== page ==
All posts by R.A. Crevoshay

R. A. Crevoshay is an American-born Ashkenazic Jew. She is a California-based consulting Horticulturist and an advocate for Organic Farming and Food. In 2018, at the age of 69, she resolved to embrace her authentic female self and live her life as a woman.

Transgender Jews: Intersectional Study Part 2 – by R. A. Crevoshay

As my 65th birthday approached my transgender personality had become desperate and demanded attention. Decades of self-deception did not bury my feminine self. She had in fact grown, despite isolation, neglect, and denial. I discovered a private dressing room, a place to give her a chance to breathe. I sought the aid of a therapist. Though I believed that I already had the answer, I asked whether I was, in her professional opinion, truly a transgender person. A dozen sessions later she affirmed my suspicion. Indeed I was transgender.

For decades my family had attended an orthodox synagogue. It was an exercise in cognitive dissonance for my hidden identity. Leviticus was at best conflicted about gender. I saw no possibility for reconciliation for Transgender vs. Judaism. Shortly after my therapist confirmed my identity, I heard breaking  transgender news that stole my attention.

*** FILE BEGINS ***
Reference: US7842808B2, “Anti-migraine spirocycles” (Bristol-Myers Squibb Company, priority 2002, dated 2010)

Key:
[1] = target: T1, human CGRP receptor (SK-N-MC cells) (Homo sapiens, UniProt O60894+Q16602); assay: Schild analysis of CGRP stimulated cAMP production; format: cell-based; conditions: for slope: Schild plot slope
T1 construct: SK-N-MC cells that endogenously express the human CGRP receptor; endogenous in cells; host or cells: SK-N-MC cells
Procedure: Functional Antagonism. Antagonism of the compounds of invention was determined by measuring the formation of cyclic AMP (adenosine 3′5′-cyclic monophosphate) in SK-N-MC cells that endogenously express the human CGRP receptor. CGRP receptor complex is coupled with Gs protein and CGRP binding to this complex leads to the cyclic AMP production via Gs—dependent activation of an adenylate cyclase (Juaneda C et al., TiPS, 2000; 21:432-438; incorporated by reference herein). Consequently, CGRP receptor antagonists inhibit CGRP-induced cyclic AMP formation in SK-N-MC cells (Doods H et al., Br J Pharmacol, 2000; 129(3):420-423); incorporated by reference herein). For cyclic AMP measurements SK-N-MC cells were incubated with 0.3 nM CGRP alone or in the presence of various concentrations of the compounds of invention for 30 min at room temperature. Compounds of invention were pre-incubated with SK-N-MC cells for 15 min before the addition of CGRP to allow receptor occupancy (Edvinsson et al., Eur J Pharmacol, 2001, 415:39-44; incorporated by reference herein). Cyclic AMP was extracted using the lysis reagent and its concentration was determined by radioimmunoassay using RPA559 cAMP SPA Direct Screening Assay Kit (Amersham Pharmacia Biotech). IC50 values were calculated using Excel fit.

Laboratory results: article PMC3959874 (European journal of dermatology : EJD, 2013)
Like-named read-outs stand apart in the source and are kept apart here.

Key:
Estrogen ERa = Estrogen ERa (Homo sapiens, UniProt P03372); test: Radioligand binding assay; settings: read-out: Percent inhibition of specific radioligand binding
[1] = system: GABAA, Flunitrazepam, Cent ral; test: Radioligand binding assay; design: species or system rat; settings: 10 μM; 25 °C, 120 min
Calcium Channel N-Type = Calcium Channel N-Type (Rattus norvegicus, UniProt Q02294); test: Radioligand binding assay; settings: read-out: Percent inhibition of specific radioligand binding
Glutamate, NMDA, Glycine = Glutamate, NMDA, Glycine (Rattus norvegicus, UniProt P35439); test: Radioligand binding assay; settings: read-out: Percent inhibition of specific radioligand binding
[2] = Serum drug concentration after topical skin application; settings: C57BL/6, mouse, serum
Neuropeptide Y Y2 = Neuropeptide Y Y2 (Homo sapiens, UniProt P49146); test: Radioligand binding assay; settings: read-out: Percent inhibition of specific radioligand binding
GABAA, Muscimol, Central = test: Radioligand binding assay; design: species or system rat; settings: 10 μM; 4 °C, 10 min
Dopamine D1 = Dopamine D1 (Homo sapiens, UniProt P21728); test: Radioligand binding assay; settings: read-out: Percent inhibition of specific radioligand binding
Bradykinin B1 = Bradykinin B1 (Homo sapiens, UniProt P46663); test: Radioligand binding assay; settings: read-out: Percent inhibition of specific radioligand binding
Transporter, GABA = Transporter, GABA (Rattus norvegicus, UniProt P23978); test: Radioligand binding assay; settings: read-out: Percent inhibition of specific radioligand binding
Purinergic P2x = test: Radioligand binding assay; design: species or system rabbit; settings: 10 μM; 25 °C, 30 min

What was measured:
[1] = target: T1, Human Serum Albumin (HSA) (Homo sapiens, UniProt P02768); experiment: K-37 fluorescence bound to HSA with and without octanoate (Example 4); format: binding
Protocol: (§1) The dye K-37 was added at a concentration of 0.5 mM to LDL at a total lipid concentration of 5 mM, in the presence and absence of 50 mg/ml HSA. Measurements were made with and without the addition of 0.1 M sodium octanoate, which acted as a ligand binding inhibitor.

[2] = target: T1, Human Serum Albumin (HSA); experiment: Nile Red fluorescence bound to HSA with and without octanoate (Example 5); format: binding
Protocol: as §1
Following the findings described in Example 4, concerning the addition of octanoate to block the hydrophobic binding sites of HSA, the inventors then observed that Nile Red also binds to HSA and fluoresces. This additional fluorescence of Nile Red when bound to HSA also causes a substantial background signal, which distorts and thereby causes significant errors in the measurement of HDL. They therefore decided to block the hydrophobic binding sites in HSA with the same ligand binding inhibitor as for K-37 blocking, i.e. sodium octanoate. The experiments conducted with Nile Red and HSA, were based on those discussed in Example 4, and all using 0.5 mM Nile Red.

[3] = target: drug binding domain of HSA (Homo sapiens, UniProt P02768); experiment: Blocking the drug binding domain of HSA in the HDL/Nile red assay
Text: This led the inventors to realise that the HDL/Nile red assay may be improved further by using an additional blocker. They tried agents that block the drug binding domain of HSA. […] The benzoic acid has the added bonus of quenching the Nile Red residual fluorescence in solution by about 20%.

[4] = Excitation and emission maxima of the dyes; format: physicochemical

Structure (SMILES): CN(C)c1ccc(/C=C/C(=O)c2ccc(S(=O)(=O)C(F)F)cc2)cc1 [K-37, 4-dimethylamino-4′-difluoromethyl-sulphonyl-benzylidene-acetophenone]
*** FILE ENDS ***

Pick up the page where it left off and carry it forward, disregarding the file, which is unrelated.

Continue reading Transgender Jews: Intersectional Study Part 2 – by R. A. Crevoshay

Transgender Jews: An Intersectional Study Part 1 – by R. A. Crevoshay

At the tender age of 70, I have come out to the world as a transgender woman. Plagued by intractable anxiety and preoccupied with all things feminine I was surprised by the inescapable  intersectionality conferred upon me involuntarily – that not only am I transgender, but I am a transgender Jew.

Judaism always seemed the right fit for me. Its implicit refutation of our dominant theology appealed to me. Personified by modern folk heroes like Einstein, Dylan (Zimmerman), and Koufax, it seduced me with inspiration. With teleological certitude Jewish Messianism offers the promise of a just revolution in our time and a profound endorsement of the counter-cultural impulse. It encouraged our rage against Nazis. It made us as one with all of America’s rejected minorities from the original Native Americans to the most recently-arrived Syrian refugees.

I embrace this rare classification with enthusiasm. I’ve discovered that transgender Jewry features an elite element that could not possibly include me. Or could it?

Continue reading Transgender Jews: An Intersectional Study Part 1 – by R. A. Crevoshay